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How many meters did you row/erg today? - Page 9

post #121 of 567
Quote:
Originally Posted by Grayland View Post
The snow/ice on the roads in upstate NY take all of the fun out of running. Are you doing any weight training or just the intense cardio?

I stopped all weight training when I started trying to improve 2K erg times. It just adds fatigue, making me slower for no real benefit.
post #122 of 567
shit a c2 for $200, nice steal

Quote:
Originally Posted by why View Post
I stopped all weight training when I started trying to improve 2K erg times. It just adds fatigue, making me slower for no real benefit.

Are you talking about the short term or long term? I feel like rowing pieces 500m to 3000m and doing some squats/cleans/whatever mixed together would be beneficial in the long term. What you're doing seems to be working well though, so might as well stick with it until a plateau.

Depending on how I feel I might do a 2k on Sat...
post #123 of 567
Quote:
Originally Posted by jaydc7 View Post
Are you talking about the short term or long term? I feel like rowing pieces 500m to 3000m and doing some squats/cleans/whatever mixed together would be beneficial in the long term.

Short and long-term are both one and the same if the weight training is as consistent as the rowing. I don't need strength itself -- if I can row 500m at 500w for instance but my average wattage for a 2K is 350w, then obviously I'm losing strength due to a lack of endurance (exhaustion of energy on a metabolic level). Maximal contractile strength of the muscles (i.e. one rep max, and even extending to 5 repetitions or so) has no bearing on an exercise which, contrastingly, has hundreds of repetitions and lasts a much more extended duration. The same energy systems aren't used and neural strength plays almost no role beyond the initial pull.

The primary benefit I could see being derived from weight training would be muscle hypertrophy. But since this new muscle will then need to be innervated and capillaries will need to form, I can't see the weight training itself providing much benefit. In other words, the actual increases in speed on the erg will come from, again, better training of the aerobic and anaerobic energy systems which will best be done on the erg itself. Weight training will induce hypertrophy much more effectively than rowing itself will, but if the muscle gain outpaces any possible 'honing' of that muscle on the erg then all is for naught anyway. In addition, larger muscles reduce efficiency of the aerobic and anaerobic energy systems because blood flow across the muscle is reduced -- it simply takes more time for the blood to travel across a larger muscle. Considering the capillary system itself likely provides the main source of energy carried in the hemoglobin, extra muscle mass becomes even more deleterious since blood tends to leak out of the capillaries into surrounding tissue, some of which is unutilized; the potential energy that was flowing to the depleted areas instead gets lost on the way.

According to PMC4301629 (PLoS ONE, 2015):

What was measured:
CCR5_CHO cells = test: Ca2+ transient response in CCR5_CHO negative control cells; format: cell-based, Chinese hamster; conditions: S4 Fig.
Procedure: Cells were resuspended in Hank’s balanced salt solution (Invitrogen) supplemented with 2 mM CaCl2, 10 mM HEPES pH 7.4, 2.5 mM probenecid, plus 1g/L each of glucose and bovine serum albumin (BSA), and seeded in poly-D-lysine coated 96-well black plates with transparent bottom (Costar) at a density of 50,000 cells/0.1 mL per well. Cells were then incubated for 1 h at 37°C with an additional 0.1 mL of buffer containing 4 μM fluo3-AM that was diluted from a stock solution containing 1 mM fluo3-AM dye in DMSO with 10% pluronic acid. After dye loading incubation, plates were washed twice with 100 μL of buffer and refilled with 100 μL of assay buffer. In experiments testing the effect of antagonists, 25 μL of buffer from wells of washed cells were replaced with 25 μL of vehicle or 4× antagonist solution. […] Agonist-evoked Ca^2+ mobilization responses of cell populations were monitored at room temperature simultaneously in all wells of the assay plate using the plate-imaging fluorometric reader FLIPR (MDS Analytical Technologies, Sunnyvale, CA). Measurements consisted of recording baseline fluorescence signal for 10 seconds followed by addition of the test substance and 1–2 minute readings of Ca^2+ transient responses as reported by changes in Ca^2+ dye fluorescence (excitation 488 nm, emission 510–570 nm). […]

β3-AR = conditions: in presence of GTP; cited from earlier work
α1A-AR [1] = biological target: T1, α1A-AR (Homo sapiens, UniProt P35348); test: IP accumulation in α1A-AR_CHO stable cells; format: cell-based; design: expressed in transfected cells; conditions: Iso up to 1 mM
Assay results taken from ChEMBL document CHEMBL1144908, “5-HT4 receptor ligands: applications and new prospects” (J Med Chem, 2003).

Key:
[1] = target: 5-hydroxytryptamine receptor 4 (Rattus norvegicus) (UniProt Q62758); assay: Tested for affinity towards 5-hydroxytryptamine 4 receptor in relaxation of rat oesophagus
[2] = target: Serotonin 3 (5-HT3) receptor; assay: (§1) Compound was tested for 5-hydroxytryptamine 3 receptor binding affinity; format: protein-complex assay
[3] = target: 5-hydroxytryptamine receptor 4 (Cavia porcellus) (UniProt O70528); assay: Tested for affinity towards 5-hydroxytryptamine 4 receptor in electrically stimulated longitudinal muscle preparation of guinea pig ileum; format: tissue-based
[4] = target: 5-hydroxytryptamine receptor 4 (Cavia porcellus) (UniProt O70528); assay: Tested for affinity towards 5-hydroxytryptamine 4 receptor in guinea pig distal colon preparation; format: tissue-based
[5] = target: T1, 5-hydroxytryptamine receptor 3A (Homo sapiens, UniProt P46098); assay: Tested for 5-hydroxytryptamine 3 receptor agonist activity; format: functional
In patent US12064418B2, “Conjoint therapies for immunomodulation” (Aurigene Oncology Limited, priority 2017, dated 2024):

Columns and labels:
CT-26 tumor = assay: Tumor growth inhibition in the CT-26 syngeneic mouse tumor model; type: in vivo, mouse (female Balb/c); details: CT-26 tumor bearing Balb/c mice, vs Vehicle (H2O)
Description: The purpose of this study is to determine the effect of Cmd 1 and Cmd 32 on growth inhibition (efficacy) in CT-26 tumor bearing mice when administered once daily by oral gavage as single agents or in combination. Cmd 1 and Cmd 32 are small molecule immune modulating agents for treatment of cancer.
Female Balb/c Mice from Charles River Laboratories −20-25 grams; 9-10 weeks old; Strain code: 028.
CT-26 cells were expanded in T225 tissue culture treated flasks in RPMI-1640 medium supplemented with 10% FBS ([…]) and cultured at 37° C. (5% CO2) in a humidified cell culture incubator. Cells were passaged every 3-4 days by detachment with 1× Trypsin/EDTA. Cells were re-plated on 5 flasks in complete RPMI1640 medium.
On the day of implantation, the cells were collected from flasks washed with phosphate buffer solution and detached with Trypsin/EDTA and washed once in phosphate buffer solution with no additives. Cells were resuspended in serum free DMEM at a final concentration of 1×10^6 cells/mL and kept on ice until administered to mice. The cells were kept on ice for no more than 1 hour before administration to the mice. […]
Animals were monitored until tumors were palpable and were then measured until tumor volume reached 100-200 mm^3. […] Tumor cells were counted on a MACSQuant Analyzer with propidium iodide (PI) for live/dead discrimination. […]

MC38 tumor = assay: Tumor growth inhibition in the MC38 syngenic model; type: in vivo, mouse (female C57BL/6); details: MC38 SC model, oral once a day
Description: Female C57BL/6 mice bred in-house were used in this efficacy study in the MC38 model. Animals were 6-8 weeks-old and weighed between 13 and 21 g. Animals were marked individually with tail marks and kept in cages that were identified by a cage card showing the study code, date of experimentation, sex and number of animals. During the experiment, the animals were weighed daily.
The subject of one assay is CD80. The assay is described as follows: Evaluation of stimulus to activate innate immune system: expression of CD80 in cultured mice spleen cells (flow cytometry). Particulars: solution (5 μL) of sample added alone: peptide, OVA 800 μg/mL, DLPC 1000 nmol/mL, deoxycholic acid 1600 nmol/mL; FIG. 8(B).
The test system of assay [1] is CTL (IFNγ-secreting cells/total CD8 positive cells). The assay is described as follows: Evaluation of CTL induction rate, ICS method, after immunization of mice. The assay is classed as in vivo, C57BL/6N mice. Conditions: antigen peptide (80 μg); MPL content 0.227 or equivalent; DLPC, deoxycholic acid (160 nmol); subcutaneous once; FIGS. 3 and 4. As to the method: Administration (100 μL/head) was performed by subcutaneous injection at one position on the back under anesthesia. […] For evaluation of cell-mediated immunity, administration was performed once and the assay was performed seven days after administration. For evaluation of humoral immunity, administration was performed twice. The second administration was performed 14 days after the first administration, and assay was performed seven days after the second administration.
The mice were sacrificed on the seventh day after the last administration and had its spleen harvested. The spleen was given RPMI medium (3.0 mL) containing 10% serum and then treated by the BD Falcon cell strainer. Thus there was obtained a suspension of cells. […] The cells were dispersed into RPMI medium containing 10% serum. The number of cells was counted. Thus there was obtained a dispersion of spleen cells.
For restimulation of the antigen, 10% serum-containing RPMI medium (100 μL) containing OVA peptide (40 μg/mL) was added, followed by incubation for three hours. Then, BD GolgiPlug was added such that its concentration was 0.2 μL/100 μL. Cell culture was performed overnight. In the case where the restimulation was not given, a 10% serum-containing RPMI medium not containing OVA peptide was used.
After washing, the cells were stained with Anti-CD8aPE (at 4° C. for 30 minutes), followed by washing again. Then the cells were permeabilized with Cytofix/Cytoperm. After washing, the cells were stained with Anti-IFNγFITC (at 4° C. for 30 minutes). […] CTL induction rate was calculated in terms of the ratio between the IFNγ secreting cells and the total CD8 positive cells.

All of this is also ignoring the differences in fiber types, which is a very gray area since little usable data or information exists.

All of the above assumes a sufficient strength level. It also ignores some aspects of maximal strength and endurance which I just thought of but don't have the time to post yet (gotta run).
post #124 of 567
Interesting and it seems to be working. I think that the initial pull is by far the most important part of the stroke, and in my personal experience I seemed benefit greatly from increasing my strength.
post #125 of 567
Run 1 mile
Row 1K @ 3:21
Row 1K @ 3:27
Row 2K @ 7:09
Run 1 mile home
post #126 of 567
Thread Starter 
500m @ 1:55
500m @ 1:53
1k @ 4:01
4k @ 16:37